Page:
DHT cream and gynecomastia (and how to make it)

Disclaimer: DHT is very powerful with known side effects. It carries many inherent and potentially serious risks, using a transdermal preparation may not ameliorate these risks. Please familiarize yourself with these and recognize that you are doing this AT YOUR OWN RISK.

There are many posts on the web asking about how to make your own DHT cream, especially from people who have tried SERMs like raloxifene and did not eliminate their gynocomastia. Greymarket DHT cream is becoming harder to source, so making your own gel could be a good alternative.

Causes:

Excess estrogen: Estrogens directly induce development of male and female breast tissue. Increased by aromatization, reduced elimination/clearance.

Androgen deficiency: through primary and secondary hypogonadism, which both cause increased E2:DHT ratio1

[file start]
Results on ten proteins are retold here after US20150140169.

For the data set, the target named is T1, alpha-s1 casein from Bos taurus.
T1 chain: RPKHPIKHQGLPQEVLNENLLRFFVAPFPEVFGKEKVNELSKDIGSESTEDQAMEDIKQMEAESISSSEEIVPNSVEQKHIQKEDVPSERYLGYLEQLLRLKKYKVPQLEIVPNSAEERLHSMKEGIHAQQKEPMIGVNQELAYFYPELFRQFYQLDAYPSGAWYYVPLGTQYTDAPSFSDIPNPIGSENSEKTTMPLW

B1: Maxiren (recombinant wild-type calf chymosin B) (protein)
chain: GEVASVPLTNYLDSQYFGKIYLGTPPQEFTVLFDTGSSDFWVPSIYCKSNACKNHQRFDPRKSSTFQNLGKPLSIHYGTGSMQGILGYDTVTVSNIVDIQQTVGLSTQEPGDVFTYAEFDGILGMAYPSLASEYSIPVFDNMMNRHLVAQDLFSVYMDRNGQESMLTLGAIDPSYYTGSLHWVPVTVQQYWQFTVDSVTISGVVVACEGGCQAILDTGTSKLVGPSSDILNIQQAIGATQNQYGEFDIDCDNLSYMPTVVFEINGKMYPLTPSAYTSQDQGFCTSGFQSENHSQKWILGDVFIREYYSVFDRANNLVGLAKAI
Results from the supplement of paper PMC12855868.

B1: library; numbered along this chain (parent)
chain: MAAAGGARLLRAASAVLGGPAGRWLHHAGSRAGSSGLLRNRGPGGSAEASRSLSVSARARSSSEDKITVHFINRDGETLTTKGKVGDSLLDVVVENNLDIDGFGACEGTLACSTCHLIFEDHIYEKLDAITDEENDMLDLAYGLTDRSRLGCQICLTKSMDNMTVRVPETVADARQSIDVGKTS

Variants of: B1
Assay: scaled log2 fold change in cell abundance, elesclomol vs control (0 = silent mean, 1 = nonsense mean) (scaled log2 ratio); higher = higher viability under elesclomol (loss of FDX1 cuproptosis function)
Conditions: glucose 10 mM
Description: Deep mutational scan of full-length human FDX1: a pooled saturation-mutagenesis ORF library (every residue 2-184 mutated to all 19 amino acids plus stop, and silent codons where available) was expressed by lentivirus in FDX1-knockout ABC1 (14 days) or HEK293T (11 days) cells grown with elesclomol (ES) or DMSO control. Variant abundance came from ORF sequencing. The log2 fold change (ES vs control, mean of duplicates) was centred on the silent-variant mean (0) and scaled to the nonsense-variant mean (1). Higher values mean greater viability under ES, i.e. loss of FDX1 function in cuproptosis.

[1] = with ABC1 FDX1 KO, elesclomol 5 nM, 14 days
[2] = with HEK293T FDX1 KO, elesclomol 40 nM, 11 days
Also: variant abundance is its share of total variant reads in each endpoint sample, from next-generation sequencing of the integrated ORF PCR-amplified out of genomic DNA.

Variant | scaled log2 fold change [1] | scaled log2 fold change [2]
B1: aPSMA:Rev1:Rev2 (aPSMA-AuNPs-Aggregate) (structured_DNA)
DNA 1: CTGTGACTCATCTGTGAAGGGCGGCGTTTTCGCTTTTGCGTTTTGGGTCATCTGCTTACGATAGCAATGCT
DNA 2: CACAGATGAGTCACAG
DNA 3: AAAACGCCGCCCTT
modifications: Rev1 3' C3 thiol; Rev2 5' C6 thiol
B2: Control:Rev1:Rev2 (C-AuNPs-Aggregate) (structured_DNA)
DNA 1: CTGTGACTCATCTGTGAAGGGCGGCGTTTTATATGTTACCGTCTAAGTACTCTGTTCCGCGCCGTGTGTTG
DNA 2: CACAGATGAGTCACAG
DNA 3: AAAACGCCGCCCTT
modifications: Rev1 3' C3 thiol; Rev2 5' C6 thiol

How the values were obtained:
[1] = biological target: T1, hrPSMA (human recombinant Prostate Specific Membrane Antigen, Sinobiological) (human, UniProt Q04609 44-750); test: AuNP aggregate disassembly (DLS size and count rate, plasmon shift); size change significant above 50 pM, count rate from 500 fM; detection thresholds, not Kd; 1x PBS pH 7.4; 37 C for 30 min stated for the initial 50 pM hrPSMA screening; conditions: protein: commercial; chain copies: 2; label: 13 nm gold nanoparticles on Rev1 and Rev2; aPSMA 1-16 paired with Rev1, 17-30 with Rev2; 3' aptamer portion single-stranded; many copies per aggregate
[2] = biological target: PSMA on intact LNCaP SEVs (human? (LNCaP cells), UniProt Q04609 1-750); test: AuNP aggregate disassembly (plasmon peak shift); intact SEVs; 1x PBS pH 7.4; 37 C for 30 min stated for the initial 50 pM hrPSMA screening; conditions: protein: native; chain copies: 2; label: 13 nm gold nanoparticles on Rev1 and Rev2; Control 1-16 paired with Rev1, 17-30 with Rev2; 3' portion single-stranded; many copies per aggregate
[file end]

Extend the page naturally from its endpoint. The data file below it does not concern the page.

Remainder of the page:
Hyperprolactinemia: elevated levels of prolactin might stimulate breast tissue growth because of excessive progesterone receptor activation, and reduced availability of androgen receptors2

Unsurprisingly drugs that cause estrogen-like actions, increased aromatization, reduced T secretion, reduced sensitivity of androgens receptors, can cause gyno. Examples are Antipsychotics, corticosteroids, spironolactone, antiretrovirals, statins, proton pump inhibitors, and opioids3


DHT to treat gynecomastia


Serms have been shown to be effective in reducing gyno. Tamoxifen has been shown has been shown to eliminate gynecomastia at 20mg / day in 62% of patients.4 Another study found , the response rate, defined as a 50% or greater reduction in gynecomastia, was higher for raloxifene 86% than for tamoxifen 41%.5 making ralox likely the superior choice in terms of efficacy and tolerability.

There’s is not a lot of good data on ais for treating gyno, but anastrozole has shown to reduce gynecomastia in patients receiving TRT6